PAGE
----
Celebrate the Small Things! And Blog Tour! With Tyrean Martinson and Juneta Key!

Celebrate the Small Things is a weekly celebration created by VikLit and now hosted by Lexa Cain to celebrate the happenings of the week, however small or large. You can learn all about it and sign up for it here. CelebrateSmallThings_Badge

Today, I’m celebrating that my new fantasy adventure novel, Lady, Thy Name Is Trouble, is now available in print! Click here for details.

I’m also celebrating the wrap-up of my two-week-long blog tour with Tyrean Martinson and Juneta Key! Hop on over to Tyrean’s and see what Bilbo Baggins and I have in common, and to Juneta’s to learn more about my characters and their stories in a book-related interview.

Here’s a huge THANK YOU!!! to everyone who hosted me on their blogs and to all who visited along the way! I truly appreciate it!!

Blog Tour Stops:

3/5:      Eclectic Alli & Jo @ My Inner Geek          Reviews

3/6       Doreen McGettigan & Unicorn Bell          Interviews

3/9       Caffe Maggieato                                            Behind the Scenes

3/10     Marie Andreas                                               Reason #57 Why I Chose To Self-Publish

3/11     Elizabeth Hein                                                Lessons Learned

3/12     Sue Archer                                                      Conversation Corner

3/14     Diane Burton                                                  Saturday Sampler

3/16     Loni Townsend                                               Typos: Say What??

3/17     Kari Jo Spear                                                   The Magic of Names

3/18     Kristin Smith                                                   My Writing Space

3/20    Juneta Key                                                       Book-related Interview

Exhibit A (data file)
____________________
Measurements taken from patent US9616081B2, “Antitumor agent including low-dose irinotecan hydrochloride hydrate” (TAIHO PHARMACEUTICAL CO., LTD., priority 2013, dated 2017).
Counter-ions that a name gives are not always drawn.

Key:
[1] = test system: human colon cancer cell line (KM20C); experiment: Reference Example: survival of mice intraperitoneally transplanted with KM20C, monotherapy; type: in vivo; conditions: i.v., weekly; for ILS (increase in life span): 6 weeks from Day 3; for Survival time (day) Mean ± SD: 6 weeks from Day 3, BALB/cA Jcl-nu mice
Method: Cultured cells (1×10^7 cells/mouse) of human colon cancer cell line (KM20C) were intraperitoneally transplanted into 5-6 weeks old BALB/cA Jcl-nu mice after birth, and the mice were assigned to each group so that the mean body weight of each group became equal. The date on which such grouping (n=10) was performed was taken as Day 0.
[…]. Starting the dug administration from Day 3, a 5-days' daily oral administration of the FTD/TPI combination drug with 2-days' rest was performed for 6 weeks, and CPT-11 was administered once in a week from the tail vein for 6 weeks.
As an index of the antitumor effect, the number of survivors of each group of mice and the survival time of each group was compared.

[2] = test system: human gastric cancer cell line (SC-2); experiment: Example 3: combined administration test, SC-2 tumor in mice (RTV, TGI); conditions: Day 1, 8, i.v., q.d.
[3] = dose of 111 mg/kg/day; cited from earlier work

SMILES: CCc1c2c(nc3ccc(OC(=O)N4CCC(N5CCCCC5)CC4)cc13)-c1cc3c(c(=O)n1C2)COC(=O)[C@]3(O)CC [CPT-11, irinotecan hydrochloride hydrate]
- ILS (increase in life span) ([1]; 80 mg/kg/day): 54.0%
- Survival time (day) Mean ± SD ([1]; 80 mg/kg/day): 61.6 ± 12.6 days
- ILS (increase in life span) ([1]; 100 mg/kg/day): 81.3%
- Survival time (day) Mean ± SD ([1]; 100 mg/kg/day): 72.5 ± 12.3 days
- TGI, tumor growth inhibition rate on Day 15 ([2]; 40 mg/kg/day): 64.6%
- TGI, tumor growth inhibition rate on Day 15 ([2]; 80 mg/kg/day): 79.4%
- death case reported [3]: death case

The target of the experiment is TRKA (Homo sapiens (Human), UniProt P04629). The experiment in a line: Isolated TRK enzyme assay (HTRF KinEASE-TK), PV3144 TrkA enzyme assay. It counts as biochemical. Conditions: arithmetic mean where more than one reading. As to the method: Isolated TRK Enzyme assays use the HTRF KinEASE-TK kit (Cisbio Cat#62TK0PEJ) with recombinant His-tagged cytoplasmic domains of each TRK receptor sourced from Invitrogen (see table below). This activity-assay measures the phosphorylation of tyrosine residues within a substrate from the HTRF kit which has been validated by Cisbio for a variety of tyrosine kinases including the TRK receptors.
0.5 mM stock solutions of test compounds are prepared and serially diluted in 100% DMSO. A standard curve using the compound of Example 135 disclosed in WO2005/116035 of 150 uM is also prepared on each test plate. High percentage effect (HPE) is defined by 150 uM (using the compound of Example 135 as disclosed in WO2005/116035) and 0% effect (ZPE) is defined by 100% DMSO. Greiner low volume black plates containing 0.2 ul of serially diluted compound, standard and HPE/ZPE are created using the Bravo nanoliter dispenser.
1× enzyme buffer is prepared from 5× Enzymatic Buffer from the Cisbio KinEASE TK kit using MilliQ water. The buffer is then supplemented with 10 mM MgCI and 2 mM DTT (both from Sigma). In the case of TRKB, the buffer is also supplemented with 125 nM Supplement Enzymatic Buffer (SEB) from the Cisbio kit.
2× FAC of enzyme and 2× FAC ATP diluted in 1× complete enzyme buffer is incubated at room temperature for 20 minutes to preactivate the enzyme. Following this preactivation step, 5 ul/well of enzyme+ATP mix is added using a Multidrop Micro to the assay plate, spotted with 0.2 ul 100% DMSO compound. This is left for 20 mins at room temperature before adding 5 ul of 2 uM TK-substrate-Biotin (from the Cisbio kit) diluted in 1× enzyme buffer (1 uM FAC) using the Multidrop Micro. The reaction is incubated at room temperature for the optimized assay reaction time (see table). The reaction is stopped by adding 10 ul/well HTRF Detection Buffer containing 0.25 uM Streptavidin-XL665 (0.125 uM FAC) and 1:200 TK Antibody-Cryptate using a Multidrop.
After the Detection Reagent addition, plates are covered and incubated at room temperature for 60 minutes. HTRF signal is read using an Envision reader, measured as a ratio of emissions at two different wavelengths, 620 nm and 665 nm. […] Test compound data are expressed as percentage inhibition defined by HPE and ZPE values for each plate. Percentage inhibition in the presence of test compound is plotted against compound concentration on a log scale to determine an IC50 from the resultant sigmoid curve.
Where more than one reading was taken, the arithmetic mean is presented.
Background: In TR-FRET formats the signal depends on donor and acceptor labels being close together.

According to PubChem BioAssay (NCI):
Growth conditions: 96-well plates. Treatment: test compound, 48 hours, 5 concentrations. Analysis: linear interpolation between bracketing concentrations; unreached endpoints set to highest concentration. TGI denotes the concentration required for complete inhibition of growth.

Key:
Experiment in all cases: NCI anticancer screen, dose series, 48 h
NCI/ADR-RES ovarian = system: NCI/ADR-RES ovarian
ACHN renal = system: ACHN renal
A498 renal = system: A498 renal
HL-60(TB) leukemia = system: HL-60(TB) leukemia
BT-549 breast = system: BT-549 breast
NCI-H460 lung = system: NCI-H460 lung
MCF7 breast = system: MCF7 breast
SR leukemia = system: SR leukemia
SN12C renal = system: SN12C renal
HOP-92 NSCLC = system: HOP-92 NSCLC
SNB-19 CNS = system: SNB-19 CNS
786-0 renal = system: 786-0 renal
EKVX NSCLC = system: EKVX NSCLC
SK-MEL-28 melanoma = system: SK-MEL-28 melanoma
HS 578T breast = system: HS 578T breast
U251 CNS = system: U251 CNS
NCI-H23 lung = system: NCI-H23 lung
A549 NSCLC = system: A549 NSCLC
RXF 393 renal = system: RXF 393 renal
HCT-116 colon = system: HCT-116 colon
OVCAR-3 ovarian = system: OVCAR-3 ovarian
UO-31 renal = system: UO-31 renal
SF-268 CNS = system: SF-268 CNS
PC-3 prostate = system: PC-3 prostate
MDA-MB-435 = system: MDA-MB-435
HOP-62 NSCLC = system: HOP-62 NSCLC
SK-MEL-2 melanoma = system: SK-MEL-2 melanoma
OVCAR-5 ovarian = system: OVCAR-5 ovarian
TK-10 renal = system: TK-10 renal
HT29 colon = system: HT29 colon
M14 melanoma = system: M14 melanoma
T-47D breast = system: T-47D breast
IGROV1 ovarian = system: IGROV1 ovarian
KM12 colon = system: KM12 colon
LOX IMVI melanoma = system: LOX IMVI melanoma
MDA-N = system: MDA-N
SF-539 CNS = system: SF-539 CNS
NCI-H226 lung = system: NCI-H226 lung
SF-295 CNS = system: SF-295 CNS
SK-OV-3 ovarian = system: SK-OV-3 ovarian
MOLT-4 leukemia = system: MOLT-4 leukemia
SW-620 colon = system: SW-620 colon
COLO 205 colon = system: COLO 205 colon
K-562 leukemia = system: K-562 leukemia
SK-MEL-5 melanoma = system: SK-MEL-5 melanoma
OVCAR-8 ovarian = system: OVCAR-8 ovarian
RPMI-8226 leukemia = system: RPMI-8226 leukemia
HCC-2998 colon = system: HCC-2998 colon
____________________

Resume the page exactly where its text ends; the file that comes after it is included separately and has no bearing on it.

3/20    Tyrean Martinson                                          What Bilbo Baggins and I Have in Common

What other celebrations are going on out there?








© Lori L. MacLaughlin and Writing, Reading, and the Pursuit of Dreams, 2015. All rights reserved.


The Official Map!

In two previous posts, Western Kingdoms of Alltyyr, Part 1 and Western Kingdoms of Alltyyr, Part 2, I described some of the various kingdoms that comprised the fictional world I had created for my fantasy novel, Lady, Thy Name Is Trouble. I always draw maps to go with my stories, partly because I love drawing maps, and partly because I need that visual reference to plot characters’ movements.

A couple of people commented that they would like to see the map, so — here it is! It took me a while to ink it in, which made me wish I hadn’t drawn it in quite so much detail. 🙂 I’m worried that it won’t look professional enough, compared to the maps I see in traditionally published books, but it’s the best I can do, so hopefully, it will work.


Right now, it’s just black and white. Someday, I want to color it in and hang it on my wall. I think it would be really neat to have a section of wall covered with maps of my fictional worlds.




© Lori L. MacLaughlin and Writing, Reading, and the Pursuit of Dreams, 2015. All rights reserved.

Western Kingdoms of Alltyyr — Part 2

A few weeks ago, I wrote about four of the Western Kingdoms in my fictional world of Alltyyr from Book I: Lady, Thy Name Is Trouble. Eight kingdoms comprise this part of the realm: Barony, Faragellyn, Dhanarra, Sulledor, Mardainn, Jendairin, Tralyxa, and Clair. The earlier post covered the first four. You can read about them here. This week I’ll get into the last four.

Directly south of Dhanarra and Faragellyn, lies Mardainn. Mardainn’s expansive borders encompass a wide section of the Scarlet Mountains to the west and the deadly Bog to the east. Mines rich with ore and gemstones riddle the mountains. Metalworkers in the various mining towns use the ore to craft weapons, tools, and farm implements to trade, along with jewelry made with the gems, for needed products from the other kingdoms. Ziiracan blades are said to be the best weapons the Western Kingdoms have to offer. Many of the mines were originally parts of Dwarven strongholds belonging to the two races of Dwarves that once lived in the Scarlet Mountains, before a terrible war between them wiped out every last one. Over the years, periodic earthquakes have claimed some of the mines, taking a heavy toll in the work force, but the greed of the mine owners ensures that new mines will be opened to keep the flow of ore and gems steady, whatever the cost.